Monthly Archives: February 2020

A Bright Idea

You've probably noticed how much easier it is to see when you're driving in the daytime as opposed to at night. It's one of the main reasons about half of all fatal vehicle accidents happen when it's dark. That's why it's important that your vehicle's headlights are in top condition and working the way they should.  That means that they're aimed correctly and producing the amount of light they are intended to produce. For many years, headlights were a standardized size and shape.  They were what is called a "sealed beam," and when you needed to replace one, it was pretty simple.  You just took the old one out and plugged a new one in.  But now there are hundreds of different types of lighting systems on vehicles, producing light with such illuminating technology as light-emitting diodes (LEDs), halogen bulbs, high-intensity discharge (HID) bulbs and more.  Some vehicles have systems that turn your lights in the direction you turn your steering wheel so you can ... read more

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Headlamps

Easy Miles ? Do Ann Arbor Driving Conditions Affect Service Intervals?

Have you ever noticed that your vehicle has a schedule in your owner's manual for what is called “severe service” maintenance? Let's define what severe driving conditions aren't: The easiest driving a vehicle experiences is traveling on the interstate for 20 miles (32 kilometers) or more at a constant rate of 65 miles per hour (105 kilometers per hour) in 75°F (24°C) weather with only passengers on board. Change any one of those parameters and you are adding stress to your engine. Change them significantly and you are driving under severe conditions.Let's look at the parameters one a time. First, the length of the trip. Short trips around Ann Arbor are harder on an engine than longer ones. As your engine cools down, water in the air condenses onto the engine. When you heat the engine again, the water evaporates off. This is healthy. But on short trips, the engine doesn't stay hot enough long enough for all of the water to evaporate. So it star ... read more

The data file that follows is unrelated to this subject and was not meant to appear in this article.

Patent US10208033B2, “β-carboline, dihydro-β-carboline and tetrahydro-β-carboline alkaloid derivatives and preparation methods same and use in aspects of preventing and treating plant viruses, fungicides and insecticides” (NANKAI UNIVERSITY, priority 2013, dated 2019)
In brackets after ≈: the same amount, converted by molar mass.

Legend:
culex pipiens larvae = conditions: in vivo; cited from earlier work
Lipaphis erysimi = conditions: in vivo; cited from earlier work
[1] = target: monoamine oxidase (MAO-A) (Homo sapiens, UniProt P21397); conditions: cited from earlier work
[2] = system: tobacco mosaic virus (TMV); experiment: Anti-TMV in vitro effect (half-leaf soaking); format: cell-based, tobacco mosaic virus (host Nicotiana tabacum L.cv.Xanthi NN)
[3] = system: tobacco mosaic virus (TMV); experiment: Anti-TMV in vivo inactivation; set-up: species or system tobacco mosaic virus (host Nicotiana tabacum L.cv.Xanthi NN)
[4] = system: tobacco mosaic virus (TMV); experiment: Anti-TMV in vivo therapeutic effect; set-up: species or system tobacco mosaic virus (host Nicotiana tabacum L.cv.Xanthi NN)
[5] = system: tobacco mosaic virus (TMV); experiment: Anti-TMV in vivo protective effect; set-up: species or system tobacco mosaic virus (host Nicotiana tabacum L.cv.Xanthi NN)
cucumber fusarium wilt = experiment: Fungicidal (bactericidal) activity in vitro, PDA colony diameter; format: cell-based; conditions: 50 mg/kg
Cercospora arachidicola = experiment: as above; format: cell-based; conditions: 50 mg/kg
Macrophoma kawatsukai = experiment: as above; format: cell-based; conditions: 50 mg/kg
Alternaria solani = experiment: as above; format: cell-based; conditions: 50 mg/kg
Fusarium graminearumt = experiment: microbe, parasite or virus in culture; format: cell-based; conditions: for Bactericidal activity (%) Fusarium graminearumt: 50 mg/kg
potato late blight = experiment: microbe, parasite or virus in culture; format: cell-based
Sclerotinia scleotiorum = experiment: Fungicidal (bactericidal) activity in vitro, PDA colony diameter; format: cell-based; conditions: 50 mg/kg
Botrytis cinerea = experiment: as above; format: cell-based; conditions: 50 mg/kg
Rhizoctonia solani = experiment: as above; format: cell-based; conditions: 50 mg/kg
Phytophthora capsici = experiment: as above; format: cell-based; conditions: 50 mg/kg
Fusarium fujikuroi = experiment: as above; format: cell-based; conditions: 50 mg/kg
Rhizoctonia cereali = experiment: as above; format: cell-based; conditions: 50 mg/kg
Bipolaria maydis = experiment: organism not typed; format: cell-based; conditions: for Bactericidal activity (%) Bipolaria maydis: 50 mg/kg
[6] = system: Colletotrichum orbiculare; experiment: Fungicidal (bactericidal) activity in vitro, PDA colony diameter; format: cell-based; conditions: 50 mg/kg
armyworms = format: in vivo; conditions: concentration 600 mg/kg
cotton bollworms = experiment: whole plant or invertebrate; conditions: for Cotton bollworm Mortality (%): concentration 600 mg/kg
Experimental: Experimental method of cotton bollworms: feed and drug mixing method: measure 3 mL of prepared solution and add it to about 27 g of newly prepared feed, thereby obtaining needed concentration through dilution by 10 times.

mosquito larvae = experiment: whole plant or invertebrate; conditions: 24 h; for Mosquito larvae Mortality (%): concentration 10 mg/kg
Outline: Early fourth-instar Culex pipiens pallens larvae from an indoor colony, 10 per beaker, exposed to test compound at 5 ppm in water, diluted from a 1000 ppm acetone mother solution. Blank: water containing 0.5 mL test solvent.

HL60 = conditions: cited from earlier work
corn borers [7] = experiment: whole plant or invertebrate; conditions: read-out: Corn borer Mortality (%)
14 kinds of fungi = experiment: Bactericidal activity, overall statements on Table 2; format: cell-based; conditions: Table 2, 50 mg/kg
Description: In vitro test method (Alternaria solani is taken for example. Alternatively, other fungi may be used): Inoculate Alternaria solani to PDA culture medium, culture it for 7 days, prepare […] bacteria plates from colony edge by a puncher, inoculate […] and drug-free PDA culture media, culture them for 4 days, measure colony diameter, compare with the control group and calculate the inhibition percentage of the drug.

A Non-Starter (Alternator Problems in Cold Weather)

As the temperatures dip, we all know there could be problems starting our vehicles. After all, batteries can grow old and not hold a charge as well as when they were newer. Or starters can go bad.  But there's one more component to keep an especially sharp eye on during winter: your alternator. The alternator is sort of like a small generator. It sends power out to various parts in your vehicle that need electricity.  That includes the battery, which needs charging to keep its power topped off.  The alternator creates electricity by taking mechanical energy from the engine and turning it into electricity.  It is connected to the engine by belts and pulleys.  In cold weather, the material the belt is made from is less flexible than it is in warm weather.  That means it may not be turning the pulleys as effectively since it doesn't have the same grip. Also, when it's colder, lubricants, including the engine oil, are a little stiffer and parts just don't move ... read more

Categories:

Alternator

H20 No! (Driving Through Standing Water)

In a year marked by unusually heavy flooding in North America, drivers are very aware of the possibility they may find themselves driving where water has come over the road.  It can be a daunting and frightening situation.  Flooding waters can move quickly and unpredictably, so you have to keep your wits about you when you encounter that situation. Here a sample of one vehicle manufacturer's guidelines on what to do.  First, the vehicle is designed to go through some water, but you must be careful.  Never attempt to drive through water deeper than the bottom of your tires. You can get out of your vehicle to check the depth of the water, but you can never be sure that you aren't going to drive into a spot where the road has washed away.  You can't see below the surface of the water, and suddenly you could find yourself in a place where the road drops off unexpectedly.  In swift moving storm runoff, your vehicle could literally be floating away with the curr ... read more

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